I was thinking today about the books I read as child. I was the typical bookworm as a kid, always reading. The two things I never had enough of were books and notepads. I make up for that now.
There were certain books that I always went back to - reading and rereading them. They were comforting and reassuring. Funny how kids seem to cling to the cheesy and sentimental but then I guess it's a way of making sense of the world. You like to think that world is fair and the good guys get rewarded even though in real life your Nan calls you stupid and clumsy for spilling your cordial while your cousin who is blonde and petite gets told that it doesn't matter; you don't win the prize at the school assembly even though you are best in the class and, when your sister sneaks in and eats all the chocolate eggs hidden in the wardrobe, she still gets the same as you at Easter. Reading is an escape from all that.
So anyway, here is a list of the favourites:
The Chronicles of Narnia: Who didn't love these books? Who didn't want to go to a big house with a magic wardrobe? The thought of them reminds me of curling up in the cool, untamed grass in the backyard on summer hols and doing nothing but reading all day.
All the Enid Blyton books: Well, most of them. The Folk of the Faraway Tree and the Naughtiest Girl books and the Mallory towers ones. I wasn't so keen on Noddy though. Oh, and of course, the Secret Seven. Did you have a secret club as a kid? With a password and badges? I did. And I wanted to go to boarding school and have midnight feasts and then go home for holidays of bike riding and adventure. Most of all, I wanted a wishing chair.
The Little Princess: I absolutely adored this book. I liked the Secret Garden too but The Little Princess was the absolute best. I love any books were the protagonist suffered but then a mistake was discovered, elevating her to her rightful position. But then I spent most of my childhood thinking I was secretly a princess or something and one day my true family would find me.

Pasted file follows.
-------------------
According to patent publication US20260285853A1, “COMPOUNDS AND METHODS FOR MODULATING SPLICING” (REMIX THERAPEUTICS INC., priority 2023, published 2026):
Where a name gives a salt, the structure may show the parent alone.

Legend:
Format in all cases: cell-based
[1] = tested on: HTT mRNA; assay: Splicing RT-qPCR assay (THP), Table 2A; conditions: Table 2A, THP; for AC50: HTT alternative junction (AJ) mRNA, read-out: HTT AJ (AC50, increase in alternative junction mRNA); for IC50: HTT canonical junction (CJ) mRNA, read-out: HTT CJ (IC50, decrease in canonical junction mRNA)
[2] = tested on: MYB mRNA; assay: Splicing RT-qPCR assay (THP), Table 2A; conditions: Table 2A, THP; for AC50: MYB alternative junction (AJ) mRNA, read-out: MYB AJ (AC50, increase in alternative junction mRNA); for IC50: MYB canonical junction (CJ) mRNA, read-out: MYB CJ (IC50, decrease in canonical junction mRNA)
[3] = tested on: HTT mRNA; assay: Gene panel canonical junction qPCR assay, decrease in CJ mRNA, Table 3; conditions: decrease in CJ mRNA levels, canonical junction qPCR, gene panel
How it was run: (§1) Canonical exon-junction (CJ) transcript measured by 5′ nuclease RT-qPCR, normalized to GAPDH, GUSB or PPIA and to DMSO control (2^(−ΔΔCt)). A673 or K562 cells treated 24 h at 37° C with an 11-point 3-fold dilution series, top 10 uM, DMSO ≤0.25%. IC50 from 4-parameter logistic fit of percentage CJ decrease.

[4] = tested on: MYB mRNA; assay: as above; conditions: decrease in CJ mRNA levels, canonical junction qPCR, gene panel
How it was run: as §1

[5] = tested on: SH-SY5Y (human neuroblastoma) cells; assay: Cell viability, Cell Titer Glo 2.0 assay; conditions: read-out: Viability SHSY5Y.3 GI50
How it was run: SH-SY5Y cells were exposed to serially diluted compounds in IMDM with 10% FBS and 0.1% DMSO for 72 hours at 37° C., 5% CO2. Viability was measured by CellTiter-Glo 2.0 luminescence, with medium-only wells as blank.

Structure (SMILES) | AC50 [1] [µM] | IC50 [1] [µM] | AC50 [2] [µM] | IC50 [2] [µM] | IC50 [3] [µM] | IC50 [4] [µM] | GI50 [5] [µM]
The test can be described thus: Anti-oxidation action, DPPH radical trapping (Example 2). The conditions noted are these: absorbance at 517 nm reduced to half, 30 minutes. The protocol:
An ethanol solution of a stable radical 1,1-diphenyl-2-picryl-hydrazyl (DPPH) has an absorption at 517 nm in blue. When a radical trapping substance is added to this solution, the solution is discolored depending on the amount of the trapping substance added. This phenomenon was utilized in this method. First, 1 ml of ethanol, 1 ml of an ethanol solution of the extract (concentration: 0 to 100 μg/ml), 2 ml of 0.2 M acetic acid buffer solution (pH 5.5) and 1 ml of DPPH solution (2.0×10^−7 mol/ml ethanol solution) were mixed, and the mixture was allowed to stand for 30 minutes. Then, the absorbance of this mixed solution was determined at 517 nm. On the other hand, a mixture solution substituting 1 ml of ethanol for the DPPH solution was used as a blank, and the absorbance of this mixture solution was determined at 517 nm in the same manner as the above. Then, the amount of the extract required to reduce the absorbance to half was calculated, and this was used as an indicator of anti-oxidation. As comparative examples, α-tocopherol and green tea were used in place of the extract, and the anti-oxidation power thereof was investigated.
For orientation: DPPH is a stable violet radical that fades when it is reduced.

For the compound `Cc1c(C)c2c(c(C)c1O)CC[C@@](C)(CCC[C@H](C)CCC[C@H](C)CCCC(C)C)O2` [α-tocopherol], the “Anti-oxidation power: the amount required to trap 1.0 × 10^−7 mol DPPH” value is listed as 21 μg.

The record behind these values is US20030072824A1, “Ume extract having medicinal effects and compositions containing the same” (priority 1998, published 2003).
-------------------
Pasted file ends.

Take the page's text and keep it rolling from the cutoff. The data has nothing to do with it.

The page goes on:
Ok, there was this other book that I forget the name of - it was about these three sisters who were orphaned and taken home by an old man who was an archeologist. I thought it was called the Three Fossils but I was telling a friend about it once and she had read it as a kid and thought it was called something about ballet shoes (they all learn ballet in the book). I think I read it about a zillion times. I think the thing I loved most about this book was that they wanted to become famous for something and, at the end of the book, although one wants to be a ballerina and the other wants to an actress, they decide that the youngest sister is the one that will get their name in the history books because she wants to become a pilot. That was much less naff than your typical girlie ballet book.
Update: The book is called Ballet Shoes. There is another kind of sequel called Theatre Shoes - why did no one tell me that as a child? Oh and Party Shoes and Tennis Shoes and Dancing Shoes and New Shoes. Oh, my.
The Anne of Green Gables books: Ok, I'll confess. I still have them and still read them sometimes. I was a complete sucker for these books. My favourite was Anne of the Island because it was all romantic and stuff. It is interesting to read them now because, as well as realising that L.M. Montgomery wasn't a good writer (but then well loved children's writers tend not to be) but that she had these two different styles of writing within her books - the fey, romantic world of Anne and the people around her, then the very earthy styles when she deals with the "common" folk. You can tell that parts of the books are taken from the life around her, stories and rumours of small towns, and other parts are the story she thinks she should be telling. This is particularly odd when she's writing about some child escaping into some magical world of their imagination then, a few paragraphs later, talks about the town drunk who beats his family half to death. Maybe you don't notice it so much as a child because that's what life is like.
Another book, well series of books, that I forget the name of were about this girl, who I am pretty sure was called Susan. She solved mysteries and stuff. In all the books she stayed with her cousins and I think she was wild and Scottish while they were sensible and British. The youngest cousin, who helped her solve stuff, was called Peregrine or something weird like that. If you know the books I mean, let me know.
I want to go to the library now and get a heap of books out of the kid's section.